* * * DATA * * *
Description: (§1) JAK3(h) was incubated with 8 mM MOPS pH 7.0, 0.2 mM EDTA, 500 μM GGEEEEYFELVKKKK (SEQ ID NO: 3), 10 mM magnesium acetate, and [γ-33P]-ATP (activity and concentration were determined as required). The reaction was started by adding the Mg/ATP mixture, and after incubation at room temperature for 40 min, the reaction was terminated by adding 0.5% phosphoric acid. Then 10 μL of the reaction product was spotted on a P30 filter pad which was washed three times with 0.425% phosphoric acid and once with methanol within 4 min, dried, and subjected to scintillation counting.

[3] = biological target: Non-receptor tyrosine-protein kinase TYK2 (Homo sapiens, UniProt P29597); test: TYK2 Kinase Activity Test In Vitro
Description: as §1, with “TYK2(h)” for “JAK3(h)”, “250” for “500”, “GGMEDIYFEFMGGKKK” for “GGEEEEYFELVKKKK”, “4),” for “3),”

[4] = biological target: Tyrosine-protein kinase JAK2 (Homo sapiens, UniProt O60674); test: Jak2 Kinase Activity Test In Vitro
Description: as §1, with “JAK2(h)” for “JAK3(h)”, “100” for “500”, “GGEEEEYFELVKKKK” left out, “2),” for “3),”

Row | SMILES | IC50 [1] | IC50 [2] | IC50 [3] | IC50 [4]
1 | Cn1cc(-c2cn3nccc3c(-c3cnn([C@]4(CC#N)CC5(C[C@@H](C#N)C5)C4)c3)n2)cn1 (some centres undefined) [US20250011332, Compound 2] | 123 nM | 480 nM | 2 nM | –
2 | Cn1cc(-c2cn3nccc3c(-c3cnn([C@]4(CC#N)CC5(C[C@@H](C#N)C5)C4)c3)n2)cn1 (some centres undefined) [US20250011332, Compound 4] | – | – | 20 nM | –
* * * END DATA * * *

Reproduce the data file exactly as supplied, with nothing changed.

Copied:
Description: (§1) JAK3(h) was incubated with 8 mM MOPS pH 7.0, 0.2 mM EDTA, 500 μM GGEEEEYFELVKKKK (SEQ ID NO: 3), 10 mM magnesium acetate, and [γ-33P]-ATP (activity and concentration were determined as required). The reaction was started by adding the Mg/ATP mixture, and after incubation at room temperature for 40 min, the reaction was terminated by adding 0.5% phosphoric acid. Then 10 μL of the reaction product was spotted on a P30 filter pad which was washed three times with 0.425% phosphoric acid and once with methanol within 4 min, dried, and subjected to scintillation counting.

[3] = biological target: Non-receptor tyrosine-protein kinase TYK2 (Homo sapiens, UniProt P29597); test: TYK2 Kinase Activity Test In Vitro
Description: as §1, with “TYK2(h)” for “JAK3(h)”, “250” for “500”, “GGMEDIYFEFMGGKKK” for “GGEEEEYFELVKKKK”, “4),” for “3),”

[4] = biological target: Tyrosine-protein kinase JAK2 (Homo sapiens, UniProt O60674); test: Jak2 Kinase Activity Test In Vitro
Description: as §1, with “JAK2(h)” for “JAK3(h)”, “100” for “500”, “GGEEEEYFELVKKKK” left out, “2),” for “3),”

Row | SMILES | IC50 [1] | IC50 [2] | IC50 [3] | IC50 [4]
1 | Cn1cc(-c2cn3nccc3c(-c3cnn([C@]4(CC#N)CC5(C[C@@H](C#N)C5)C4)c3)n2)cn1 (some centres undefined) [US20250011332, Compound 2] | 123 nM | 480 nM | 2 nM | –
2 | Cn1cc(-c2cn3nccc3c(-c3cnn([C@]4(CC#N)CC5(C[C@@H](C#N)C5)C4)c3)n2)cn1 (some centres undefined) [US20250011332, Compound 4] | – | – | 20 nM | –